The angels may well have been ordinary messengers, and there’s lots of literature out there which draws on this possibility, and speculates as to who they might have been. And of course, we’ve also turned it round, to adopt ‘Angel’ as someone who looks out for us, or who brings us messages of good news.
You probably spotted the link between all of these things long ago. What we have in the nativity stories is a series of ordinary people and situations coming together in extraordinary ways, to make something very special. Something which changed the world, no less. Finding something special, building something special from the ordinary becomes a theme then in the Jesus story, whether it’s the calling of simple country people to be friends, the telling parables using ordinary language, or eating a meal together.
And in a way, it continues to be our story too. We are ordinary people, with a range of varied but ordinary skills, personalities, talents and experiences; as individuals we’re not particularly remarkable. But together, we can be something special. As individual churches, we can be very ordinary, but as projects like Street Pastors shows – not to mention our own ecumenical explorations, together, special things can happen.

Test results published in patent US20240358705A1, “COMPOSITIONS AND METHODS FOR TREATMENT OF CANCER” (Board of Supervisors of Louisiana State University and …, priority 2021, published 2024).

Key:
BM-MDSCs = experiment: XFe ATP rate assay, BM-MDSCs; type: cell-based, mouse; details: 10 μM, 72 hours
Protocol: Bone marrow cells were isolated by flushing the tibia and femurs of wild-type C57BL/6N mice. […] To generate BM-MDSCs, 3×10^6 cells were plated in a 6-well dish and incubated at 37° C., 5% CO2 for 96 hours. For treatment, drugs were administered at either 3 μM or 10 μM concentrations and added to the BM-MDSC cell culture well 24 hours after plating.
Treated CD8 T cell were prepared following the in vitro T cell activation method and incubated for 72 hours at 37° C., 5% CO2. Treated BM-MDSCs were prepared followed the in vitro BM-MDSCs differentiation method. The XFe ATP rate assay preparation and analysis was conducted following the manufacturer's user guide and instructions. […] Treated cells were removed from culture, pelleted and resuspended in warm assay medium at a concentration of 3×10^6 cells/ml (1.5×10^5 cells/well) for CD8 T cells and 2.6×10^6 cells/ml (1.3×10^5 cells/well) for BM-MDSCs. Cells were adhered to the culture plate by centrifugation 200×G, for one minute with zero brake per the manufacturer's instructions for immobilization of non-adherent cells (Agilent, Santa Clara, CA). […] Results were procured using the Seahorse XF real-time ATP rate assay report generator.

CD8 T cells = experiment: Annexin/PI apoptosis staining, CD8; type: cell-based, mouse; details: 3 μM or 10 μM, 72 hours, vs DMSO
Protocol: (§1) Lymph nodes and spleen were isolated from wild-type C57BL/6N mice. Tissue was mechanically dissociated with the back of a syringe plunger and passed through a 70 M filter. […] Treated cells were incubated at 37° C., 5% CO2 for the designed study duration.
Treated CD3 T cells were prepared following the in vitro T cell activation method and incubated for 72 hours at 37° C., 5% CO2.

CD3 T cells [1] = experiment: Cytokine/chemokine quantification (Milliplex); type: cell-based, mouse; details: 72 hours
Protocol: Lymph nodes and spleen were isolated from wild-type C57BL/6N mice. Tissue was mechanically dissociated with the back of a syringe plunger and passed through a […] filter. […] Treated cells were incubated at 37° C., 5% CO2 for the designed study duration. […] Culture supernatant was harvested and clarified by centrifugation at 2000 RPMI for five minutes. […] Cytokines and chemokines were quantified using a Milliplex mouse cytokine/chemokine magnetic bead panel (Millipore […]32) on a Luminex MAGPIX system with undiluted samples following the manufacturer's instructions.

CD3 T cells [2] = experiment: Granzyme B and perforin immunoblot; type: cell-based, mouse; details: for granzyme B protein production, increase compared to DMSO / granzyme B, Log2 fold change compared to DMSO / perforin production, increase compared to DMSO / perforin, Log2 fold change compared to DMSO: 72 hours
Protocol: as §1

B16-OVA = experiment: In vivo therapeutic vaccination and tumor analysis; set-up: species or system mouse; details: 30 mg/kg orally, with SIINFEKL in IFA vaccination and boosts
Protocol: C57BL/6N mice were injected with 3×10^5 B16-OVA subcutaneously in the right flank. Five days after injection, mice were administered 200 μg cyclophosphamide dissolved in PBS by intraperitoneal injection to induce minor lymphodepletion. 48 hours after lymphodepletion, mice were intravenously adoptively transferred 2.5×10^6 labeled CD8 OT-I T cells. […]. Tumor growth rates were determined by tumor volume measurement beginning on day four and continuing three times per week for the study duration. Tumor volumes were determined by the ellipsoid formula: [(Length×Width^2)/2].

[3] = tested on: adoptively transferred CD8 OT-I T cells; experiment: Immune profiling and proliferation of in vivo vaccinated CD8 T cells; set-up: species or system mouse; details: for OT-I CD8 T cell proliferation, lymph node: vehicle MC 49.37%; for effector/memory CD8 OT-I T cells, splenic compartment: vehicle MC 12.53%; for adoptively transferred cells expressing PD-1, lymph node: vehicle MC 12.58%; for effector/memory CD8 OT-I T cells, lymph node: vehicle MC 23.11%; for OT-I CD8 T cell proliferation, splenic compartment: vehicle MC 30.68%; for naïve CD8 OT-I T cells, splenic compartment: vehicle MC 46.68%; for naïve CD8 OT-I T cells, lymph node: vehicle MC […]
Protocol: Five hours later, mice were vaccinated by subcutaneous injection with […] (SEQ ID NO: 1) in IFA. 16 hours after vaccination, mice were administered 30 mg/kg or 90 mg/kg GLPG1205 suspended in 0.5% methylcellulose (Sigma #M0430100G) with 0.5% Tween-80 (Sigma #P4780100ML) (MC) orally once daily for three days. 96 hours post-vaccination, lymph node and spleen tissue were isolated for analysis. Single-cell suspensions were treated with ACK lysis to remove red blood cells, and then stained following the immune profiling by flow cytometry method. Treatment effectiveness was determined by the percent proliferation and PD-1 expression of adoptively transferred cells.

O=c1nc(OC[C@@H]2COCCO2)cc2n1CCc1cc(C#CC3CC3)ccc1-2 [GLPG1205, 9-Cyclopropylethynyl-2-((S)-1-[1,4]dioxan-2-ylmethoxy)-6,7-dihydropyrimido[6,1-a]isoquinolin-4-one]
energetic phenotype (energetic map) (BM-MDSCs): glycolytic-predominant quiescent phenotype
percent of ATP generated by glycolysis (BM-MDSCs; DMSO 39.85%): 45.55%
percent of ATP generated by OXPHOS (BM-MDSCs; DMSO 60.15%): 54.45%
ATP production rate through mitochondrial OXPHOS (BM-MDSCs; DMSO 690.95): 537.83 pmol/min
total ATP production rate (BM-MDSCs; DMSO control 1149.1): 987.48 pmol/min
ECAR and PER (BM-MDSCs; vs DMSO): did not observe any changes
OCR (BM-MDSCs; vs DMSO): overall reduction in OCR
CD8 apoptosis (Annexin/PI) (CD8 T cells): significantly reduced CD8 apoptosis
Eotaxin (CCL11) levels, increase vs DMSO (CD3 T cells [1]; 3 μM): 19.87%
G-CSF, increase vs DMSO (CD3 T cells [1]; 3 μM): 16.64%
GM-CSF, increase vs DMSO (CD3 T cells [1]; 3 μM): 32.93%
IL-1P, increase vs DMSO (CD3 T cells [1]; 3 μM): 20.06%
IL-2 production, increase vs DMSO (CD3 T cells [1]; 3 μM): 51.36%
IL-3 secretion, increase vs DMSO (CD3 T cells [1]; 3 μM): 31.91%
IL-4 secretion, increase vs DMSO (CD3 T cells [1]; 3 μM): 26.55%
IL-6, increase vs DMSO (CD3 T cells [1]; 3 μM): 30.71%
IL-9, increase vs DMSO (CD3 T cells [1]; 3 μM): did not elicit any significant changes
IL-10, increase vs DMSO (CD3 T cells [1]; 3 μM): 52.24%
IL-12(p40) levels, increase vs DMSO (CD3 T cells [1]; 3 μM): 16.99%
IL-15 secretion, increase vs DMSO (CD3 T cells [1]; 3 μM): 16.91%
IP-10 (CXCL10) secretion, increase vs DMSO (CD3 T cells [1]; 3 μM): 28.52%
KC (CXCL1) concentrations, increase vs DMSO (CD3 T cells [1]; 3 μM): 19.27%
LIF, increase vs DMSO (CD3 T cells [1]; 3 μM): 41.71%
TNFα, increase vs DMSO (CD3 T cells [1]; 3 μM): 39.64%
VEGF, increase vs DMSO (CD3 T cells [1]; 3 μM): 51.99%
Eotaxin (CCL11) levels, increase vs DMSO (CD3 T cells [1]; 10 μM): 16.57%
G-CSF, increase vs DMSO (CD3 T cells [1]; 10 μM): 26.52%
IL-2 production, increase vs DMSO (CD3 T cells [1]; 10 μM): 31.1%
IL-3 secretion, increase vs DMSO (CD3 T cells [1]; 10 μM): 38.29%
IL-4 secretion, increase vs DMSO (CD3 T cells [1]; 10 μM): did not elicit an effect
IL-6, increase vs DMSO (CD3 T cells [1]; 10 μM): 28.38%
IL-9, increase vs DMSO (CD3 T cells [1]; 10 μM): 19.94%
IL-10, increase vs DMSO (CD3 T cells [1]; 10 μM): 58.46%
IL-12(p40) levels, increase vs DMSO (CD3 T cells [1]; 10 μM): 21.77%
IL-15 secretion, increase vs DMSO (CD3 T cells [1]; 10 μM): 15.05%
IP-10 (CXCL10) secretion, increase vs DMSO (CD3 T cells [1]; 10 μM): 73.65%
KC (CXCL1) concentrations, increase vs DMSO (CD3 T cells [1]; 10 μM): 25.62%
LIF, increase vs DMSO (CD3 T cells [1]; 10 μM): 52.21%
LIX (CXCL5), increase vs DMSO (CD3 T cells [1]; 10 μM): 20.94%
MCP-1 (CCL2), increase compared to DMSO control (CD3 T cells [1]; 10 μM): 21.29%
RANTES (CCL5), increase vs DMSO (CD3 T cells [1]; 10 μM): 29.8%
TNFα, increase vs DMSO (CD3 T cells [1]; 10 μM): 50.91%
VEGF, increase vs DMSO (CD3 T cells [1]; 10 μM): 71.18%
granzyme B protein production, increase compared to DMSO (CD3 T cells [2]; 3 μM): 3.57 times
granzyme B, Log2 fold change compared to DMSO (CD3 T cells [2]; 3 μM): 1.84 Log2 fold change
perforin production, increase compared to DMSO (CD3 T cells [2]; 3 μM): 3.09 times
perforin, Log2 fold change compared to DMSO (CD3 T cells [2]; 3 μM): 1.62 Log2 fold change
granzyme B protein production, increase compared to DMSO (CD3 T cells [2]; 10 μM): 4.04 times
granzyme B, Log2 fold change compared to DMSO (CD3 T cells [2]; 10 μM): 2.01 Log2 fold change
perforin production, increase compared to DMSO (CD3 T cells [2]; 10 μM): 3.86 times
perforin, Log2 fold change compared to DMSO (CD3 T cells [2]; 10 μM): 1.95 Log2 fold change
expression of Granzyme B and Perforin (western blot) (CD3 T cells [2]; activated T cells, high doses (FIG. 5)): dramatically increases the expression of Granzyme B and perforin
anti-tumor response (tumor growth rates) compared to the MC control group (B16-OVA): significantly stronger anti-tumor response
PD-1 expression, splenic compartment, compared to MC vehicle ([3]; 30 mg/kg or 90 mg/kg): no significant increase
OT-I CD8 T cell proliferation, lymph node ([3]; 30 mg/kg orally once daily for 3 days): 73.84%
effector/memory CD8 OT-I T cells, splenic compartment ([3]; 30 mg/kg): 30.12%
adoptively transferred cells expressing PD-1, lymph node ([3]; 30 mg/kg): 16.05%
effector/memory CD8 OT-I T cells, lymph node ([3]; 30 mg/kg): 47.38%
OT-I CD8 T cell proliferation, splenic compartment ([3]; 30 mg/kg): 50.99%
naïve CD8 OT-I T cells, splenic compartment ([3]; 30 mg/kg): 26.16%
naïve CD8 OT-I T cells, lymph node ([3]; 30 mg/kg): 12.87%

There’s a 1970s pop song which you will have heard (if only subconsciously) over the last month, by a group called Wizard ‘I wish it could be Christmas every day’; it’s an interesting thought but one which I’ve mostly thought to be very silly, particularly in the context of the song’s lyrics which are mostly about snow, skating and Santa. I think I also object to the inherent dangers of having too much of a good thing – basically when things that should be special become common-place, they revert to being ordinary and are very much taken for granted. There’s lots of that, I feel, in the secular Christmas.
But not in the Christian Christmas – Immanuel, God with us, is already ‘Christmas every day’. The ordinary has become special, and in touching us, the love which comes to us, born in an ordinary cow shed makes us – all of us – special too. Amen